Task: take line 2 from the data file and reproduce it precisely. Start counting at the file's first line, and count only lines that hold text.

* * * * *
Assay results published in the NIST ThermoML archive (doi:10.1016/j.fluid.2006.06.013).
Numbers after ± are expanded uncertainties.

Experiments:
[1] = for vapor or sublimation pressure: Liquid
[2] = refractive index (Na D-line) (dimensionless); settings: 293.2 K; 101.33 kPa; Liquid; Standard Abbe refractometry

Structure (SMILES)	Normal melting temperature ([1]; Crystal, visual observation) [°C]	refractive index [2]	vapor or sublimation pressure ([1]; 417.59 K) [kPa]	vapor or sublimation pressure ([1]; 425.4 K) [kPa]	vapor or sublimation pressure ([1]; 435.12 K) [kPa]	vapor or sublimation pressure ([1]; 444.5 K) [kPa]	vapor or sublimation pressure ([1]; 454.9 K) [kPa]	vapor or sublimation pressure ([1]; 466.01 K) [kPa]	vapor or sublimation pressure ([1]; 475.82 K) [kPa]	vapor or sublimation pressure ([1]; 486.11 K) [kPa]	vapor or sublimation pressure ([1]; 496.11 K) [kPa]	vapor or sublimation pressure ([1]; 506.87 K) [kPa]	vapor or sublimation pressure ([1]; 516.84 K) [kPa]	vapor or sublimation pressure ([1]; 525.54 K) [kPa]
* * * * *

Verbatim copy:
Numbers after ± are expanded uncertainties.